From Wikipedia, the free encyclopedia
Jump to navigation Jump to search

IO.SYS is an essential part of MS-DOS and Windows 9x. It contains the default MS-DOS device drivers (hardware interfacing routines) and the DOS initialization program.

Boot sequence[edit]

In the PC bootup sequence, the first sector of the boot disk is loaded into memory and executed. If this is the DOS boot sector, it loads the first three sectors of IO.SYS into memory and transfers control to it. IO.SYS then:

  1. Loads the rest of itself into memory.
  2. Initializes each default device driver in turn (console, disk, serial port, etc..). At this point, the default devices are available.
  3. Loads the DOS kernel and calls its initialization routine. The kernel is stored in MSDOS.SYS with MS-DOS and in IO.SYS with Windows 9x. At this point, "normal" file access is available.
  4. Processes the MSDOS.SYS file with Windows 9x.
  5. Processes the CONFIG.SYS file, in MS-DOS 2.0 and higher and Windows 9x.
  6. Loads COMMAND.COM (or other operating system shell if specified).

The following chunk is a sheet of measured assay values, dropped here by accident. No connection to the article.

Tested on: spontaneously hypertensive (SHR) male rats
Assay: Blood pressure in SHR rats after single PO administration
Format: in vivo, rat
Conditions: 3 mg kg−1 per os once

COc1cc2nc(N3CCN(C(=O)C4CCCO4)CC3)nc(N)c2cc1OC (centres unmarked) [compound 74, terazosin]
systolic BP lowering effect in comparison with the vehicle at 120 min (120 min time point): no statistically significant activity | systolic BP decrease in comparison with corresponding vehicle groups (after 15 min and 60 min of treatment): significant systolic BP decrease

7. Displays the bootsplash in Windows 9x. If LOGO.SYS is present, it is used as the bootsplash. Otherwise, the bootsplash in IO.SYS is used.

IBM PC DOS and DR DOS use the file IBMBIO.COM for the same purpose; it in turn loads IBMDOS.COM.

Disk layout requirements[edit]

  • The two first entries of the root directory must be allocated by IO.SYS and MSDOS.SYS, in that order.[1]
  • IO.SYS must be the first file stored in the FAT directory table for files.[1]
  • The files IO.SYS + MSDOS.SYS must be contiguous.[1]

However, v3.3 allows sector 4 and higher to be fragmented. v5.0 allows the first 3 sectors of IO.SYS to be allocated anywhere (as long as they are contiguous).[1][2] COMMAND.COM can be treated like any ordinary file.

See also[edit]


External links[edit]